Weekend Forecast for January 18-20, 2019

By Reagen Sulewski

January 17, 2019

Yay! It's time for a movie!

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This year is full of endings, so many that 2019 is even being referred to as the Year of the Finale. We get one out of the way right in January, though it's not one would have been on people's radars even a year ago.

The Career Resurrection of M. Night Shyamalan (How's He Going To Blow It This Time?) is one of the more intriguing and unlikely subplots of the last few years, with the past wunderkind of directing going from world beater to punchline to box office poison to maaaybe? viable again? I'm not quite sure we're ready as a culture to respect him again, though he's at least trying to meet us halfway. Glass supposedly wraps up the bow we didn't know was being tied, which started all the way back in 2000 with Unbreakable, his lo-fi superhero film with Bruce Willis and continued with Split, featuring James McAvoy. The latter dropped the bomb at the end of being in a connected universe, since that was all the rage at the time (I remain unconvinced that this was anything but a last minute shoehorned decision with an easy take-back if it didn't pan out).

In Glass, we're focused on Samuel L. Jackson's mastermind character first introduced in Unbreakable, who has designs on revealing to the world that super-powered people exist, first with Willis' near-invulnerable David Dunn, and next with McAvoy's multiple personalities, one of whom takes on super-human abilities in the form of The Beast. Locked together in a mental institution, Mr. Glass attempts to force the issue by forcibly unleashing McAvoy's most destructive personality, breaking them both out, with Willis sure to follow to save the day.

Both Unbreakable and Split were surprises in their own way – with viewers not really aware that they were actually watching a comic book film for the first (and this, in the time before that was an established and workable genre of film) with Split's connection to it only revealed in an end credit sequence. For a director known for his twists, this may be the ultimate twist of all. Glass assumes that we all want to see this connected together and concluded and well... Shyamalan might not be wrong about this. It's a bold move for a guy who's made bold moves through his career, both for good and bad.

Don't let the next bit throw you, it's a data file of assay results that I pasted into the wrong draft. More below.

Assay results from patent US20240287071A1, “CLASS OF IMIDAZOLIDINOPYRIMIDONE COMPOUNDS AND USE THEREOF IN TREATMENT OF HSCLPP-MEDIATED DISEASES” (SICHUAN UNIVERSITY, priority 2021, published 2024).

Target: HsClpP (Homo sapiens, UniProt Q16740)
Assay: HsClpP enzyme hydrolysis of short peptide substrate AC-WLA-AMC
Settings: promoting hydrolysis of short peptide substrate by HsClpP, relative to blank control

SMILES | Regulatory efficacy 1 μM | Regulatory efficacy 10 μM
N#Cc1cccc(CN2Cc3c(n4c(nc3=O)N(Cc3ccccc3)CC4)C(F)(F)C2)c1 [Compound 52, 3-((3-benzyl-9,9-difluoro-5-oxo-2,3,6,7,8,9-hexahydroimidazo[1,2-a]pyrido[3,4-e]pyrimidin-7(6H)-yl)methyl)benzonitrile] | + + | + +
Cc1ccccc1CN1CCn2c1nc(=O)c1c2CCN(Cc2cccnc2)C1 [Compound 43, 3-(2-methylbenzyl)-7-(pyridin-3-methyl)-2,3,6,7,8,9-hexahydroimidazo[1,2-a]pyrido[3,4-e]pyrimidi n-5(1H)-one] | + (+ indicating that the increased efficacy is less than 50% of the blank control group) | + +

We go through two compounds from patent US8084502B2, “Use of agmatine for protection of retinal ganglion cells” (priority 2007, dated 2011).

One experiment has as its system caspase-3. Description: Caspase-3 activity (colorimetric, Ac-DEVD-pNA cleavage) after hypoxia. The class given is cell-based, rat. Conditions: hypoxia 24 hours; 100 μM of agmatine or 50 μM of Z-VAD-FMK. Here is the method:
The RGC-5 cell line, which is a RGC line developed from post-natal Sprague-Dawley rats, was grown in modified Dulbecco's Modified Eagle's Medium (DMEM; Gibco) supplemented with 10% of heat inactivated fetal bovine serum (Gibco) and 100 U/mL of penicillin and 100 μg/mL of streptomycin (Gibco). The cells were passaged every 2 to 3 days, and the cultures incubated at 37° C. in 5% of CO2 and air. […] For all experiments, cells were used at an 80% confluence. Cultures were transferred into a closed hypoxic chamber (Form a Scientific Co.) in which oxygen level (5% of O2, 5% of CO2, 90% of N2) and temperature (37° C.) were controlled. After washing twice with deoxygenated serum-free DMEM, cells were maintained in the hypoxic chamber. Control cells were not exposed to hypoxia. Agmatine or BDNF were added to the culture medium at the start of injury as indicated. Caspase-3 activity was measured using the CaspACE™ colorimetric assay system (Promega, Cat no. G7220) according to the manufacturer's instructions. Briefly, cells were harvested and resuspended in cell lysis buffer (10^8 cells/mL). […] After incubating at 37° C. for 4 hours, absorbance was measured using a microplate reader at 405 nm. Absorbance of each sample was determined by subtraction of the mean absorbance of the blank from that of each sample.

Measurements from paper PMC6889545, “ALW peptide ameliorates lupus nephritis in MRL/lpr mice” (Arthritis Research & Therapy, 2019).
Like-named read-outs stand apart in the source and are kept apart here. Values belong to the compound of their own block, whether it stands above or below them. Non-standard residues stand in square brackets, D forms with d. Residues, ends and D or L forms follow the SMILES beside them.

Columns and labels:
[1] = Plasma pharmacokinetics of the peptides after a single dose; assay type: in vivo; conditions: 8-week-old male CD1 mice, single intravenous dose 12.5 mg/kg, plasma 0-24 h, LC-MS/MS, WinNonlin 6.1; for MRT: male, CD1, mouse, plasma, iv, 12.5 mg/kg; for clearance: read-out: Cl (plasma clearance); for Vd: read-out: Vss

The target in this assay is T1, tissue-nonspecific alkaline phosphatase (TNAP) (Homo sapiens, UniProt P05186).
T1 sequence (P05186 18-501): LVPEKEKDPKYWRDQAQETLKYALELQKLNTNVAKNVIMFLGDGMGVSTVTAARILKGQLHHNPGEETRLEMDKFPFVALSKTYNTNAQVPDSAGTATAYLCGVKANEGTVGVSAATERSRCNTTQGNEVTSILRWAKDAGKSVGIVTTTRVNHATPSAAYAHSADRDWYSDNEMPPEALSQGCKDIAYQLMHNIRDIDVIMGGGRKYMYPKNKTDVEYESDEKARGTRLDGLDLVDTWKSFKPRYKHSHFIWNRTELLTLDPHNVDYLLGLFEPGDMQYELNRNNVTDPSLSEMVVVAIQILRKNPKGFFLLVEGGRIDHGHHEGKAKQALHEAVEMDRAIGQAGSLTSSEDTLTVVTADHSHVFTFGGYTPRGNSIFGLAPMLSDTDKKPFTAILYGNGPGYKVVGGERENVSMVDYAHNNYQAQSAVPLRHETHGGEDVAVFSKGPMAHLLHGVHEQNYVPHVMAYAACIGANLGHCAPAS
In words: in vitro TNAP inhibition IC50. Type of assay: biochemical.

Glass may be “for bad” after all, though, with critics mostly hammering it for some of the same-old overstuffed importance and clunky, draw-attention-to-how-clever-it's-being plot. Shyamalan seems to do his best work when he's underestimated and he's gotten back to dangerous levels of esteem (P.S. dude, no one needs to defend comic books as Serious Film anymore). That doesn't mean that this won't work in the box office, as it's reached huge levels of hype and it appears that people *want* to give Shyamalan that third (fourth? Eighth?) chance, which, fair play on that one.

Unbreakable's box office seems mostly irrelevant at this point, looking foggy through the mists of 18+ years of change in patterns. Split is definitely relevant here though, with its $40 million opening weekend when people had no idea it was even connected to anything. McAvoy continues to get legitimate raves for his performance, which requires him to turn on a dime (not really, I mean, that's not how films are made, but you know) with his characters, while Willis might be woken out of his 15 years of acting somnambulism. That it's apparently not any good will hurt a bit, but we're definitely playing this one out, and a n opening weekend of around $52 million seems likely here.

Aquaman was denied a fourth weekend at the top by a surprise performance from The Upside, with Kevin Hart and Bryan Cranston's buddy comedy about a disabled billionaire and his ex-con home aide breaking $20 million. I know, why would this ever possibly miss, right? Basically it shows that Hart remains a decently strong draw even for a film that looks like it's trying for prestige drama without the prestige. At about two-thirds of a Night School, it's a solid win all around, and should manage around $11 million this frame.

Meanwhile, Aquaman started showing a bit of weakness last weekend, even as its international totals rocketed up over $1 billion (I mean, ye gods, people. It's shiny, but...). The $300 million milestone should fall this weekend with $325 million looking like the new stopping point. I'd look for $9 million this weekend.

Slightly disappointing was A Dog's Way Home, which opened at $11 million, quite a-ways below its spiritual predecessor, A Dog's Purpose. It seemed to be hoping that “Cute animals plus adventure” equaled a guaranteed win, but failed to match the epic scope of that other film. With a family friendly premise, I'd expect it hold OK, with around $7 million this weekend.

Spider-Man: Into the Spider-Verse continues to play well, several weeks after the holidays, and awards attention is giving it a small buoy into 2019. The animated super-hero film is now looking like a $175 million film, with a small outside chance at more if Oscar attention comes in time. I'd expect $6 million here.

Forecast: Weekend of January 18-20, 2019
Number of
Changes in Sites
from Last
Gross ($)
1 Glass 3,841 New 51.5
2 The Upside 3,320 +240 11.7
3 Aquaman 3,475 -388 9.7
4 A Dog's Way Home 3,090 0 7.4
5 Spider-Man: Into the Spider-verse 2,712 -312 6.6
6 Mary Poppins Returns 2,810 -443 4.8
7 Escape Room 2,709 -8 4.5
8 On the Basis of Sex 1,957 +34 4.3
9 Bumblebee 2,711 -592 4.0
10 The Mule 2,688 -641 4.0



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